Alexandra Khan, 27, digital marketer for Stewardship Nothing turns me off more than a church that tries too hard. We all know the type: the worship is a rock concert, the preach includes hashtags and six punchy points, and the leadership team look like movie stars. It’s over in exactly an hour and a half, because they’ve got six other services to fit in. It’s like the McDonald’s of churches. I think that in the struggle to ‘be relevant’ to our generation, some churches have forgotten that Jesus is the most relevant message of all. Church should be intimate and messy sometimes.



Letters: Have your say.


In your words

 e love hearing from you, so have your say on any W of the issues raised in idea or any comments about the Evangelical Alliance by emailing

Relevant I wanted to write to you and express my thanks for the content of idea magazine. I appreciate it must be very difficult to produce something which is up to date and relevant but in your recent issues you seem to have been able to do this. Your recent article on contextualisation of the gospel and the feature on suicide rates among young males are cases in point. In the case of the suicide article, I was able to share this fascinating piece with my fellow directors in the business I work in (none of whom are Christians) following a discussion we had had about stress and depression in the workplace. They were all very positive on their feedback related to this article which, I think, speaks volumes about the quality and interest in the items appearing in idea. I hope you will accept this short letter of thanks as an encouragement to your editorial staff to keep on producing high quality, clearly focused and well researched articles which caused this reader in particular to stop and think! As you can see from the below my ‘ministry’ is in the workplace and although I am an active member of Welton Baptist Church in Midsomer Norton near Bath, my primary work is ‘secular’ and therefore I appreciate the real-life attention given by idea and the Evangelical Alliance.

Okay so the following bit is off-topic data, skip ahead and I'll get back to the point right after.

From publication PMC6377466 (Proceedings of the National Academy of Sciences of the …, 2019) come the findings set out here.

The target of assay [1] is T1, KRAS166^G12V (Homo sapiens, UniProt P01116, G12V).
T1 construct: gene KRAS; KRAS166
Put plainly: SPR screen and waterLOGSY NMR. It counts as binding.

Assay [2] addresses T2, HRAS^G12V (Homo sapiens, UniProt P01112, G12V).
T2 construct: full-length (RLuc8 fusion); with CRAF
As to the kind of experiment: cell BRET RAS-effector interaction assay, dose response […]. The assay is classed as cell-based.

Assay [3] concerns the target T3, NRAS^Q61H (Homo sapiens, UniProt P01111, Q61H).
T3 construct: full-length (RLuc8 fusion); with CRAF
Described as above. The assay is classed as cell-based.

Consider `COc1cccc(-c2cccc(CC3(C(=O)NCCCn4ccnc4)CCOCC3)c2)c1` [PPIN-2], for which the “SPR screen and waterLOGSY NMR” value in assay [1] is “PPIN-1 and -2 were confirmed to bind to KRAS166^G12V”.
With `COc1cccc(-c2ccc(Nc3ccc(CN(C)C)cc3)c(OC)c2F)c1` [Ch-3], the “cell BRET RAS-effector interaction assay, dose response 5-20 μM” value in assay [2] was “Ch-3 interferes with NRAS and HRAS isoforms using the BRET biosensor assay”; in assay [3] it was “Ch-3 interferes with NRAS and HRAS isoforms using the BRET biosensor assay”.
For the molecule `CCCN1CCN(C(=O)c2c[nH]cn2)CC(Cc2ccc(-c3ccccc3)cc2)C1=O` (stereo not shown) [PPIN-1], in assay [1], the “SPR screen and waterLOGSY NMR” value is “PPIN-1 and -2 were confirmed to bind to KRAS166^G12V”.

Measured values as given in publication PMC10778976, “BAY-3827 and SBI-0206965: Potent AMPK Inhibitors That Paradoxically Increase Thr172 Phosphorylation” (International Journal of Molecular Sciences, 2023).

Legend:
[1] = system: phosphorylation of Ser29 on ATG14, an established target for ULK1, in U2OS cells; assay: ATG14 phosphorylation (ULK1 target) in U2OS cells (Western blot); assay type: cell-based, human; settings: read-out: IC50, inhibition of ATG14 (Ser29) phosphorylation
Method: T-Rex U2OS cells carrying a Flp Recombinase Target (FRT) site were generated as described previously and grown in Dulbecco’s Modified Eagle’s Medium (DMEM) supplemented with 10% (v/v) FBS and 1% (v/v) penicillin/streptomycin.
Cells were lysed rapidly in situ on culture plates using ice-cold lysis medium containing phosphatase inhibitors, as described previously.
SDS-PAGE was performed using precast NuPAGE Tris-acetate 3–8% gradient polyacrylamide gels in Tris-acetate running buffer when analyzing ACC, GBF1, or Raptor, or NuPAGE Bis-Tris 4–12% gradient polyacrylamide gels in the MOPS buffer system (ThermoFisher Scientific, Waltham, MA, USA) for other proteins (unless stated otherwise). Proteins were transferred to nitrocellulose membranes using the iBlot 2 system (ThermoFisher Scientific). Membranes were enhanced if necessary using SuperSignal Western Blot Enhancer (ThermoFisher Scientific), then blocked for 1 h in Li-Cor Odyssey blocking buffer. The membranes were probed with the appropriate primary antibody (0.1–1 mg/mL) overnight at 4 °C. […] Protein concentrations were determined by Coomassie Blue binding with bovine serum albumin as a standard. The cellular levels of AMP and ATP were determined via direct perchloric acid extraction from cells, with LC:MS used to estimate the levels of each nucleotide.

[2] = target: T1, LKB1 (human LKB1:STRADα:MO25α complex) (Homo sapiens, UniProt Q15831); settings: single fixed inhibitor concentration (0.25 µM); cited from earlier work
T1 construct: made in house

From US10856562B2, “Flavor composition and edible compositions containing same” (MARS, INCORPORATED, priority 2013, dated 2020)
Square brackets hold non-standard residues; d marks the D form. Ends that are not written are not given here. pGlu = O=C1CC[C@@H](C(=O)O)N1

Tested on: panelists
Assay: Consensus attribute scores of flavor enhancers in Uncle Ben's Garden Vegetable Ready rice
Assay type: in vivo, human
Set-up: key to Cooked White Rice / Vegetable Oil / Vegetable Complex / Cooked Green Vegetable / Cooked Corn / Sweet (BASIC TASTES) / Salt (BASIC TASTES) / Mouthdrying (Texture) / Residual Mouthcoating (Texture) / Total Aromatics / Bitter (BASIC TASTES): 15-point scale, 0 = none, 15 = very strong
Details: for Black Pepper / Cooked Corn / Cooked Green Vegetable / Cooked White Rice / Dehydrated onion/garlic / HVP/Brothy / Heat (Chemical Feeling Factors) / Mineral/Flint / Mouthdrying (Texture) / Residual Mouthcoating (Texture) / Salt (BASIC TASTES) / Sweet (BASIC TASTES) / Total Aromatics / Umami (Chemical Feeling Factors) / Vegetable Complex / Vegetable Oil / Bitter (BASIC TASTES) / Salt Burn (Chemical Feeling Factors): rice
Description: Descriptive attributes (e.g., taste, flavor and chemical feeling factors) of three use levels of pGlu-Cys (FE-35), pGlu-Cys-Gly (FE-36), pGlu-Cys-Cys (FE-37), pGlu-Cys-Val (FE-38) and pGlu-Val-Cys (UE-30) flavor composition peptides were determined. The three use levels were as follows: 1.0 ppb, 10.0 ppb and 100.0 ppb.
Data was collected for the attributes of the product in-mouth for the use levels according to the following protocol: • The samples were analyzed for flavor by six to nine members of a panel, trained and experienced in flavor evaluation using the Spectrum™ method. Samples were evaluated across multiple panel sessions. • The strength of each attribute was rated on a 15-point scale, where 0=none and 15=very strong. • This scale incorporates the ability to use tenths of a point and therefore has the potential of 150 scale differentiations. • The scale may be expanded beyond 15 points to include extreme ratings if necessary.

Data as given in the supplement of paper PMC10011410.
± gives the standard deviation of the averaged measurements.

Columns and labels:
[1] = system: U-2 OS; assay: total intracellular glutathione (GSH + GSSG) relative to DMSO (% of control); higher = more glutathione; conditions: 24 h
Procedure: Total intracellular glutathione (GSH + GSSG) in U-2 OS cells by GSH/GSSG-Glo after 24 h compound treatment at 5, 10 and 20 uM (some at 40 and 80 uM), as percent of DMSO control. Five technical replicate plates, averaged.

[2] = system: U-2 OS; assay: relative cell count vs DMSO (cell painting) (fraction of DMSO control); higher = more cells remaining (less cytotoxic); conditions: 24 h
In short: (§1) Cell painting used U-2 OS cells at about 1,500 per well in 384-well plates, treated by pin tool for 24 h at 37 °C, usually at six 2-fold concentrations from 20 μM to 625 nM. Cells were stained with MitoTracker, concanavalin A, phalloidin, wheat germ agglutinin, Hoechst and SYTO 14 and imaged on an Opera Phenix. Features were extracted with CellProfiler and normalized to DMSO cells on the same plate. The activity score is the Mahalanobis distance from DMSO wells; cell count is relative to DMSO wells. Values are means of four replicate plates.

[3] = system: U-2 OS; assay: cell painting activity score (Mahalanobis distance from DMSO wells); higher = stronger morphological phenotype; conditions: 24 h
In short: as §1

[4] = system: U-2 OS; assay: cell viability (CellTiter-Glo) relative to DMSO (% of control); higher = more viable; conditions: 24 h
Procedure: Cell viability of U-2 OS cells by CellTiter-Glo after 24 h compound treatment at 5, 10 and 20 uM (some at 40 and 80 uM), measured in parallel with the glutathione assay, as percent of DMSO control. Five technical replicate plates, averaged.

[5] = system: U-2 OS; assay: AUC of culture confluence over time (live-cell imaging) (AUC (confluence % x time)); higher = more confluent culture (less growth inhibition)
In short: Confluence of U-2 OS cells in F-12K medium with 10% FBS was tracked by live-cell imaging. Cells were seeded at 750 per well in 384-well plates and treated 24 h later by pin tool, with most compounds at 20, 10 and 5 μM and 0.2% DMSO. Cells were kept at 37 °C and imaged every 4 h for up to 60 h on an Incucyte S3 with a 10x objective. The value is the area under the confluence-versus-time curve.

Paul Evans, managing director, Blom UK, via email